Nika Fate-Dixon, a professor with Evergreen State College, analyzed findings from the General Social Survey that found that millennial men in 2014, consistent with findings from high school seniors, actually believed that the most normal arrangement was the traditional “men as breadwinners”, and women staying at home raising the children.
It is important to note that the same findings stated that these millennials didn’t feel that a woman having a job was in any way detrimental to a child’s development, just that it would be the ideal situation.
One professor, Stephanie Coontz, found in her analysis that these ideas may be caused by men’s loss of dominance in the workplace, with the 2000’s financial crisis destroying a lot of male earning power.
The Daily Caller reports:
Young men increasingly seek a traditional household where the husband is the breadwinner, while the wife stays at home, according to two studies out Friday.
These findings were also seen in the studies among young Americans in general. Nika Fate-Dixon, a professor with Evergreen State College, analyzed findings from the General Social Survey that found young adults ages 18-24 in 2014 were more conservative on many issues than their counterparts from 1994. Researchers Joanna Pepin and David Cotter also found the same results in polling of high school seniors.
For example, 42 percent of high school seniors in 1994 believed that the best family arrangement was one in which the husband was the financial-earner and the wife stayed at home — this figure increased to 58 percent in 2014. When looking specifically at men ages 18-25, support for this arrangement increased from less than 20 percent in 1994 to nearly 50 percent in 2014.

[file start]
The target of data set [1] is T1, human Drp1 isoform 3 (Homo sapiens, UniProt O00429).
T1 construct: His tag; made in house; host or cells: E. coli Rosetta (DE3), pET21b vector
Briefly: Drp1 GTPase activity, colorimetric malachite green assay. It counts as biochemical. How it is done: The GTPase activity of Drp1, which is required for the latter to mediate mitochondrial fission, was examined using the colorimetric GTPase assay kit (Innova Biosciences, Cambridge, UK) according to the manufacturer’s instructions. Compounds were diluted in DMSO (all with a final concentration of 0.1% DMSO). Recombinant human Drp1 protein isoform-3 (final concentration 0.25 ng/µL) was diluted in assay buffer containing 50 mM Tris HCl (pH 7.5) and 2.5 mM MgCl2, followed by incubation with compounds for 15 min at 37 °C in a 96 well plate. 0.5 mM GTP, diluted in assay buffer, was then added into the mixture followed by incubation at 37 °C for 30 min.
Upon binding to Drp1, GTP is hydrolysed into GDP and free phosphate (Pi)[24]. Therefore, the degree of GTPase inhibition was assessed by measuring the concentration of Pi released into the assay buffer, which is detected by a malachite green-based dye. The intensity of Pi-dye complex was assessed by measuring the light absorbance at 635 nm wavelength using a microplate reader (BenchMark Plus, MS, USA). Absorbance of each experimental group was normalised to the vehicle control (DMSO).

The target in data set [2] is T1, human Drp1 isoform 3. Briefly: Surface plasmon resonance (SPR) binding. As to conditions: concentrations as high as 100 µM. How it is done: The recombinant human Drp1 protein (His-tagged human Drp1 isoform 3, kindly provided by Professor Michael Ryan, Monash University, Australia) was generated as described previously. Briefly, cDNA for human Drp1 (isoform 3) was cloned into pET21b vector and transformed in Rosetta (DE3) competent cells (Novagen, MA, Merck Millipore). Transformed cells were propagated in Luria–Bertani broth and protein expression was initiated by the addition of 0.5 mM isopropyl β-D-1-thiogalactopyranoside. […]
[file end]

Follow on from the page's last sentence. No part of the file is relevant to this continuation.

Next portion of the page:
It should be noted that the polling of high school seniors does show consistently increasing support for the idea that a working mother isn’t bad for the rearing of a child — it’s just that they don’t think this is the ideal dynamic.
The polling of high school seniors also found that support for husbands making all the important decisions in the family increased since 1994. A majority of high school students, 59 percent, disagreed with the idea that a husband should make all the important household decisions. This number increased to 71 percent in 1994, but was back down to 63 percent in 2014.
Stephanie Coontz, a professor at Evergreen State College, wrote in her analysis of the data: “The political scientist Dan Cassino suggests that the increased support for male leadership in home life among 18- to 25-year-olds may reflect an attempt to compensate for men’s loss of dominance in the work world. Youths surveyed in 2014 grew up in the shadow of the financial crisis, which accelerated the longstanding erosion of men’s earning power.”